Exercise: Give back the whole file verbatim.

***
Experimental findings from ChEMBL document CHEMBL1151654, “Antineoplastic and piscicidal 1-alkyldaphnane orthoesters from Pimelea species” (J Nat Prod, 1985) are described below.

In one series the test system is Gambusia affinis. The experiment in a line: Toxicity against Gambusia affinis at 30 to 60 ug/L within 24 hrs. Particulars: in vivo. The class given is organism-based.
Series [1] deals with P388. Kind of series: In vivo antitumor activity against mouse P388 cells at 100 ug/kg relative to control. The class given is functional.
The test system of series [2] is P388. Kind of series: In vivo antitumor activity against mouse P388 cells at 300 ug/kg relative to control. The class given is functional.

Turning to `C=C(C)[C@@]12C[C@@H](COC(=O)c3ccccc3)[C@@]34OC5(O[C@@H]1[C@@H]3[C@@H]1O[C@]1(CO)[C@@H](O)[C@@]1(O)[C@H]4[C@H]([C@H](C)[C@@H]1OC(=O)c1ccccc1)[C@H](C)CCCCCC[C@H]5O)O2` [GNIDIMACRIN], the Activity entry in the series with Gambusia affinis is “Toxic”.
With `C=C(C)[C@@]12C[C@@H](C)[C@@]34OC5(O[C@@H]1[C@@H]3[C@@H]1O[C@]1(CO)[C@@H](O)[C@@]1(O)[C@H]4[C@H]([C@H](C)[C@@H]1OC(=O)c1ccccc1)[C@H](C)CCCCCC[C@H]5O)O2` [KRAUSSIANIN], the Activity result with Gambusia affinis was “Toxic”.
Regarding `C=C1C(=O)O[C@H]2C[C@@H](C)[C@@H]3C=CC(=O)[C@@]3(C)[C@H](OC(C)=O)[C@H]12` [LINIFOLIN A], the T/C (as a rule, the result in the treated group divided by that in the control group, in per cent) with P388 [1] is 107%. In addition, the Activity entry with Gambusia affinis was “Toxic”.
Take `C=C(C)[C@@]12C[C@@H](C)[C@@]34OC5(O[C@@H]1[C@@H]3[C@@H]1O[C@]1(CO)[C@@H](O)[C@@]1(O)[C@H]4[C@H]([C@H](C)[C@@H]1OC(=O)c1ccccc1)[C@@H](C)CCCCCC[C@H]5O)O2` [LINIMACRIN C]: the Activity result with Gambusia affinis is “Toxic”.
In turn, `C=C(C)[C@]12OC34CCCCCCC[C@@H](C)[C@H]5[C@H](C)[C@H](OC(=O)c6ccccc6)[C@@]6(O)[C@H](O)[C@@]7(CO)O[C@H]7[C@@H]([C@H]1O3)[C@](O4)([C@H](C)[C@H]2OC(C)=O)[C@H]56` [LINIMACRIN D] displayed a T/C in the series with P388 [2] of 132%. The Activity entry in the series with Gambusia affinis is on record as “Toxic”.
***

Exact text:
Experimental findings from ChEMBL document CHEMBL1151654, “Antineoplastic and piscicidal 1-alkyldaphnane orthoesters from Pimelea species” (J Nat Prod, 1985) are described below.

In one series the test system is Gambusia affinis. The experiment in a line: Toxicity against Gambusia affinis at 30 to 60 ug/L within 24 hrs. Particulars: in vivo. The class given is organism-based.
Series [1] deals with P388. Kind of series: In vivo antitumor activity against mouse P388 cells at 100 ug/kg relative to control. The class given is functional.
The test system of series [2] is P388. Kind of series: In vivo antitumor activity against mouse P388 cells at 300 ug/kg relative to control. The class given is functional.

Turning to `C=C(C)[C@@]12C[C@@H](COC(=O)c3ccccc3)[C@@]34OC5(O[C@@H]1[C@@H]3[C@@H]1O[C@]1(CO)[C@@H](O)[C@@]1(O)[C@H]4[C@H]([C@H](C)[C@@H]1OC(=O)c1ccccc1)[C@H](C)CCCCCC[C@H]5O)O2` [GNIDIMACRIN], the Activity entry in the series with Gambusia affinis is “Toxic”.
With `C=C(C)[C@@]12C[C@@H](C)[C@@]34OC5(O[C@@H]1[C@@H]3[C@@H]1O[C@]1(CO)[C@@H](O)[C@@]1(O)[C@H]4[C@H]([C@H](C)[C@@H]1OC(=O)c1ccccc1)[C@H](C)CCCCCC[C@H]5O)O2` [KRAUSSIANIN], the Activity result with Gambusia affinis was “Toxic”.
Regarding `C=C1C(=O)O[C@H]2C[C@@H](C)[C@@H]3C=CC(=O)[C@@]3(C)[C@H](OC(C)=O)[C@H]12` [LINIFOLIN A], the T/C (as a rule, the result in the treated group divided by that in the control group, in per cent) with P388 [1] is 107%. In addition, the Activity entry with Gambusia affinis was “Toxic”.
Take `C=C(C)[C@@]12C[C@@H](C)[C@@]34OC5(O[C@@H]1[C@@H]3[C@@H]1O[C@]1(CO)[C@@H](O)[C@@]1(O)[C@H]4[C@H]([C@H](C)[C@@H]1OC(=O)c1ccccc1)[C@@H](C)CCCCCC[C@H]5O)O2` [LINIMACRIN C]: the Activity result with Gambusia affinis is “Toxic”.
In turn, `C=C(C)[C@]12OC34CCCCCCC[C@@H](C)[C@H]5[C@H](C)[C@H](OC(=O)c6ccccc6)[C@@]6(O)[C@H](O)[C@@]7(CO)O[C@H]7[C@@H]([C@H]1O3)[C@](O4)([C@H](C)[C@H]2OC(C)=O)[C@H]56` [LINIMACRIN D] displayed a T/C in the series with P388 [2] of 132%. The Activity entry in the series with Gambusia affinis is on record as “Toxic”.